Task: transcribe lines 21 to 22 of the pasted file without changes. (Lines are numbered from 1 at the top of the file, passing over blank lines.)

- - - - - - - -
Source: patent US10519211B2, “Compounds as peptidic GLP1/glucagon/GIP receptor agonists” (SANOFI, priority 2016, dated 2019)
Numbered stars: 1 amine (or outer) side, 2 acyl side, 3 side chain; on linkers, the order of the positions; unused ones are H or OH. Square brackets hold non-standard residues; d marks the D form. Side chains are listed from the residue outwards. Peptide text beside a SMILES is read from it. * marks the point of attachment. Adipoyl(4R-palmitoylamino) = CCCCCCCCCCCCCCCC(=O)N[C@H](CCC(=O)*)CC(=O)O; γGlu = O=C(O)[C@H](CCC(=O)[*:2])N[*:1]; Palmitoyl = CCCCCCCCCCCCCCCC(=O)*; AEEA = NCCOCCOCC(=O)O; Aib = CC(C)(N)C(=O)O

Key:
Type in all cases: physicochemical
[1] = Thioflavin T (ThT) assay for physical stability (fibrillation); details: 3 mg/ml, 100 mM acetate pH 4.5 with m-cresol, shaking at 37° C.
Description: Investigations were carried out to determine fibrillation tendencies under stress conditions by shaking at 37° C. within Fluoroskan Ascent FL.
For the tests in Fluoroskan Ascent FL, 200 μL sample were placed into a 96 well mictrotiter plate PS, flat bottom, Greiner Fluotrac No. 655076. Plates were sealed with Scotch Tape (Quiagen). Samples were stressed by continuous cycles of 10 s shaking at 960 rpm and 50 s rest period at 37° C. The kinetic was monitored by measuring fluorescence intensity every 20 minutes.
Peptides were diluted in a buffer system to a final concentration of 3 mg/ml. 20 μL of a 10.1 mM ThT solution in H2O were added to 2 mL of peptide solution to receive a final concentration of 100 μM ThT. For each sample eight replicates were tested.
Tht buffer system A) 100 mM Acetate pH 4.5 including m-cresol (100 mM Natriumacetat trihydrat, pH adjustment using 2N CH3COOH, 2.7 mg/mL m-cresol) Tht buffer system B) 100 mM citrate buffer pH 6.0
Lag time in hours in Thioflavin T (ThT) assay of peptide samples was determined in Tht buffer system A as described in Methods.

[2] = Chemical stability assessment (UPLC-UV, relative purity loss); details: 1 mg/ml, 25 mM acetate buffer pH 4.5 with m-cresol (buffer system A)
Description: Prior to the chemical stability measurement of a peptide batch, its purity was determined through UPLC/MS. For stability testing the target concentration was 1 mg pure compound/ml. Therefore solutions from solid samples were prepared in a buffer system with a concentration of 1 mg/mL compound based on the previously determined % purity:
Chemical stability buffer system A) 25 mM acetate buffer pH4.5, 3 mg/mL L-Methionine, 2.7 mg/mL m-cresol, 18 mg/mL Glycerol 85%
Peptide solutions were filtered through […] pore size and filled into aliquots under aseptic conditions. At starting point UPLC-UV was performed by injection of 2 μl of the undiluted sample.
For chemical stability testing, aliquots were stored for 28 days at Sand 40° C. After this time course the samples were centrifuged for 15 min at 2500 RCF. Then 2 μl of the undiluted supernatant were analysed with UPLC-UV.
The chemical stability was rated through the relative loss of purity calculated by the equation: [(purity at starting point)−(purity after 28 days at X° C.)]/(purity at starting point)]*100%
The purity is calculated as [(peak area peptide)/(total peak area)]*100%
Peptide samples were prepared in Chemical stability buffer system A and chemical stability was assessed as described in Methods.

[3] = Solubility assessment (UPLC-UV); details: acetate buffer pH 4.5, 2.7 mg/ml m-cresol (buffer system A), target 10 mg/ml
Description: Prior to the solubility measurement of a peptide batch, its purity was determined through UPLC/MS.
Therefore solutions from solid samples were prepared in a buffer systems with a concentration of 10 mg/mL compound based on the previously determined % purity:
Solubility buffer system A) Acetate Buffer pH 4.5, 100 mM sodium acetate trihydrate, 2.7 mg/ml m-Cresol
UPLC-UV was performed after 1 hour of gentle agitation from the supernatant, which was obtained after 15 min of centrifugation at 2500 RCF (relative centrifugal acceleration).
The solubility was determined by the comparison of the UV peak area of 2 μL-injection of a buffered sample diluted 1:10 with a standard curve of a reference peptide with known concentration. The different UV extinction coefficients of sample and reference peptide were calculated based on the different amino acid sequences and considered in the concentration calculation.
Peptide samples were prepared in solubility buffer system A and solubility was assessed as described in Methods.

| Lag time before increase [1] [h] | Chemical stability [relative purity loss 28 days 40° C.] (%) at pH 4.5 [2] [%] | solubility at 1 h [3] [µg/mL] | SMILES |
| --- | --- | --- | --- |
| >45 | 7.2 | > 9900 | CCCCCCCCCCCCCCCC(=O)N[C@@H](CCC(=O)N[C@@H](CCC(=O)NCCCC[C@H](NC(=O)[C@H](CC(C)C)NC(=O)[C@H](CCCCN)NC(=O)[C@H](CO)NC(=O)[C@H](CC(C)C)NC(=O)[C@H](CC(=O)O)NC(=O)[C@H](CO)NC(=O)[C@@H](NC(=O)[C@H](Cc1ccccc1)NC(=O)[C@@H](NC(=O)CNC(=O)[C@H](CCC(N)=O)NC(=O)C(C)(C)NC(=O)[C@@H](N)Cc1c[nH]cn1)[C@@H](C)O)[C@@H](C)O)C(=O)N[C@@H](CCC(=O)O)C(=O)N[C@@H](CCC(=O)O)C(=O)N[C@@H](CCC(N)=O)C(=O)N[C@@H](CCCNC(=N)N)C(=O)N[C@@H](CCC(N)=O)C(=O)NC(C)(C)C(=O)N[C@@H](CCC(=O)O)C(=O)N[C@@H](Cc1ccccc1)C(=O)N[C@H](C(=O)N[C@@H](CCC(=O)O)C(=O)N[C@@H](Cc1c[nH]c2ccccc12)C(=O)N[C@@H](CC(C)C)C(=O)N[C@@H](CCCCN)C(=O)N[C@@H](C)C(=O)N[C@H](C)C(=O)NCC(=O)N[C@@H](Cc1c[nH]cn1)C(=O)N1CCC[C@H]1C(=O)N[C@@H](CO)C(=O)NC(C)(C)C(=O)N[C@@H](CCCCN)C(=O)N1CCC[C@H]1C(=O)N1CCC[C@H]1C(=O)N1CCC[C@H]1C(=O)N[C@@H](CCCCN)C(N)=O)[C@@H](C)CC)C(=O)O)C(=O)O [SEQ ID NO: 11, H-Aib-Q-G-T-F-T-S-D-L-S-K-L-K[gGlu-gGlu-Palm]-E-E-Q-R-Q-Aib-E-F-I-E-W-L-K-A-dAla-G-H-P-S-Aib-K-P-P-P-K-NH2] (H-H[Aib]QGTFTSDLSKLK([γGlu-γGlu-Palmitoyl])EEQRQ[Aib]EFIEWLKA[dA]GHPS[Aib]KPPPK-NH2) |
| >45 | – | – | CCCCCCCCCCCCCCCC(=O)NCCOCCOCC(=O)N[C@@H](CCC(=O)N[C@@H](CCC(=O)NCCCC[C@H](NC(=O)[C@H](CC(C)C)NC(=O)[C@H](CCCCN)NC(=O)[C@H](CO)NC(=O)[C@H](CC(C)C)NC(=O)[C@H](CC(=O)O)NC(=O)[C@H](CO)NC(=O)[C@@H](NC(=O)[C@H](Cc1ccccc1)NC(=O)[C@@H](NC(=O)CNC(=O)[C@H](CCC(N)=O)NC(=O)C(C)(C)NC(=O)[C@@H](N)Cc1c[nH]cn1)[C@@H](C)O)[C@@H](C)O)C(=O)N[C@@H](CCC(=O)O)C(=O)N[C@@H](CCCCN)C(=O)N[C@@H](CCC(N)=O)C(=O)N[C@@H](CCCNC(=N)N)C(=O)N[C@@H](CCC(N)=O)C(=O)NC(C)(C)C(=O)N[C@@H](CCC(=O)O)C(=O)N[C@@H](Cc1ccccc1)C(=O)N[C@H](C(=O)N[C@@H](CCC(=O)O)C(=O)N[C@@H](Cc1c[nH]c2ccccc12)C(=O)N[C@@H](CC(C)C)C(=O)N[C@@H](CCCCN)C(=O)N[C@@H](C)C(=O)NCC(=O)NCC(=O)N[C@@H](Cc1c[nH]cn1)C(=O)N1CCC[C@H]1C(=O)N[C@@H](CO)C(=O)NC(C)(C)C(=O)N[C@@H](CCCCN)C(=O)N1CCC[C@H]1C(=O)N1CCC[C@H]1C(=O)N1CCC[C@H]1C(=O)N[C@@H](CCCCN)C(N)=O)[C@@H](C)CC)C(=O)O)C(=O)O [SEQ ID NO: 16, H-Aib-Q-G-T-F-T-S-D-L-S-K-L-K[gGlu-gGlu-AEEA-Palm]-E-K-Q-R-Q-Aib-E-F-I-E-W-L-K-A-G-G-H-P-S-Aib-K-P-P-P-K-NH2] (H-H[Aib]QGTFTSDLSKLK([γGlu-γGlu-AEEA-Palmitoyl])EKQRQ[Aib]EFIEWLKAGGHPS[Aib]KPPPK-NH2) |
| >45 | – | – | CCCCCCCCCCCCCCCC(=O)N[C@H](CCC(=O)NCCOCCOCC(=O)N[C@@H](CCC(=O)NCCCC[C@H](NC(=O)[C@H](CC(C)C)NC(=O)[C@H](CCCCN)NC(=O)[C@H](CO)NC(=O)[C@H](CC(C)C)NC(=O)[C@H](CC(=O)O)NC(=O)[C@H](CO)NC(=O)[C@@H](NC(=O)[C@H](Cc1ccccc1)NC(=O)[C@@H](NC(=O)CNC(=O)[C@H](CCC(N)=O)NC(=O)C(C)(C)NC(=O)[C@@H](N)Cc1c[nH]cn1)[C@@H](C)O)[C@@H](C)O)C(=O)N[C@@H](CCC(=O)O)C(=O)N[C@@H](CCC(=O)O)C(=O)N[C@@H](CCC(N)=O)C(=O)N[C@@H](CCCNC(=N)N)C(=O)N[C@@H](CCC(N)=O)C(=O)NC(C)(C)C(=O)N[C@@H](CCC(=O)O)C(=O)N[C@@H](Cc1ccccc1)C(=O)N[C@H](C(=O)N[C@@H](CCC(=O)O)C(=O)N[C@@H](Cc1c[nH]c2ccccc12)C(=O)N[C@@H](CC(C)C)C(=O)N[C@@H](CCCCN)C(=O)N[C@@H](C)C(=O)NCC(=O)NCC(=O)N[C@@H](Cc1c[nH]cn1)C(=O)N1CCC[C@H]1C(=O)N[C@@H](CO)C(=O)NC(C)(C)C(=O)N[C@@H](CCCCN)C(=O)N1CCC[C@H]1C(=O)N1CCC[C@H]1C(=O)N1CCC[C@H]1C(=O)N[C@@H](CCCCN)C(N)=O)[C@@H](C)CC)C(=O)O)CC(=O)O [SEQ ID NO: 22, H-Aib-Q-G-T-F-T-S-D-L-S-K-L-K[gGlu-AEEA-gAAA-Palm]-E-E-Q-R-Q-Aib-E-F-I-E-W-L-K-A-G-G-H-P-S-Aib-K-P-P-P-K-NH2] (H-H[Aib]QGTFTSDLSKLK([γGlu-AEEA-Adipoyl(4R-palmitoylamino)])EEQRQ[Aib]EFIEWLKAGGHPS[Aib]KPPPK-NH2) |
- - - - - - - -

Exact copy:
Therefore solutions from solid samples were prepared in a buffer systems with a concentration of 10 mg/mL compound based on the previously determined % purity:
Solubility buffer system A) Acetate Buffer pH 4.5, 100 mM sodium acetate trihydrate, 2.7 mg/ml m-Cresol